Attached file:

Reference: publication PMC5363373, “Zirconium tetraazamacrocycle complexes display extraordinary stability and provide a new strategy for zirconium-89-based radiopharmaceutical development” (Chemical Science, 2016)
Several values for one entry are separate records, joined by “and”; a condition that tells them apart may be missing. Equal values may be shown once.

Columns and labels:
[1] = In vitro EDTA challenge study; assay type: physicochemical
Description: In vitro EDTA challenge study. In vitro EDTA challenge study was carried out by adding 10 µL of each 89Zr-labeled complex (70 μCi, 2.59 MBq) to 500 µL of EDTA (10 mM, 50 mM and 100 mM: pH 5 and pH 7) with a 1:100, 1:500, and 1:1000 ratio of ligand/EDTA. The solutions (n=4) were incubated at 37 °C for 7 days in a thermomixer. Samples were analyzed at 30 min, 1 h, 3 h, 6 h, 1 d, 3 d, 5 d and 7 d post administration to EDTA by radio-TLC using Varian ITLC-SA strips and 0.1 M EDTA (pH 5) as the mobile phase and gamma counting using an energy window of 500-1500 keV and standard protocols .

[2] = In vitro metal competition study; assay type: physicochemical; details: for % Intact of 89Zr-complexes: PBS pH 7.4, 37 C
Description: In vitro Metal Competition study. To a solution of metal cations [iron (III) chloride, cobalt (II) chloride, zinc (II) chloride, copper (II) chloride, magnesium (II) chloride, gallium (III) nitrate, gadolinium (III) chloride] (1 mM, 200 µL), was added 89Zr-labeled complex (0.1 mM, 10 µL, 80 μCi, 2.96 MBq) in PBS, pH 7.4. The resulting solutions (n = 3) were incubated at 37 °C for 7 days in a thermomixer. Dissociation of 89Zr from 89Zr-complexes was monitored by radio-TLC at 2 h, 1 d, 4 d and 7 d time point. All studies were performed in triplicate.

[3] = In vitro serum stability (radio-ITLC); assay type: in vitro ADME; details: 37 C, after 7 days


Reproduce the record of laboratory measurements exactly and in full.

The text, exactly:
Reference: publication PMC5363373, “Zirconium tetraazamacrocycle complexes display extraordinary stability and provide a new strategy for zirconium-89-based radiopharmaceutical development” (Chemical Science, 2016)
Several values for one entry are separate records, joined by “and”; a condition that tells them apart may be missing. Equal values may be shown once.

Columns and labels:
[1] = In vitro EDTA challenge study; assay type: physicochemical
Description: In vitro EDTA challenge study. In vitro EDTA challenge study was carried out by adding 10 µL of each 89Zr-labeled complex (70 μCi, 2.59 MBq) to 500 µL of EDTA (10 mM, 50 mM and 100 mM: pH 5 and pH 7) with a 1:100, 1:500, and 1:1000 ratio of ligand/EDTA. The solutions (n=4) were incubated at 37 °C for 7 days in a thermomixer. Samples were analyzed at 30 min, 1 h, 3 h, 6 h, 1 d, 3 d, 5 d and 7 d post administration to EDTA by radio-TLC using Varian ITLC-SA strips and 0.1 M EDTA (pH 5) as the mobile phase and gamma counting using an energy window of 500-1500 keV and standard protocols .

[2] = In vitro metal competition study; assay type: physicochemical; details: for % Intact of 89Zr-complexes: PBS pH 7.4, 37 C
Description: In vitro Metal Competition study. To a solution of metal cations [iron (III) chloride, cobalt (II) chloride, zinc (II) chloride, copper (II) chloride, magnesium (II) chloride, gallium (III) nitrate, gadolinium (III) chloride] (1 mM, 200 µL), was added 89Zr-labeled complex (0.1 mM, 10 µL, 80 μCi, 2.96 MBq) in PBS, pH 7.4. The resulting solutions (n = 3) were incubated at 37 °C for 7 days in a thermomixer. Dissociation of 89Zr from 89Zr-complexes was monitored by radio-TLC at 2 h, 1 d, 4 d and 7 d time point. All studies were performed in triplicate.

[3] = In vitro serum stability (radio-ITLC); assay type: in vitro ADME; details: 37 C, after 7 days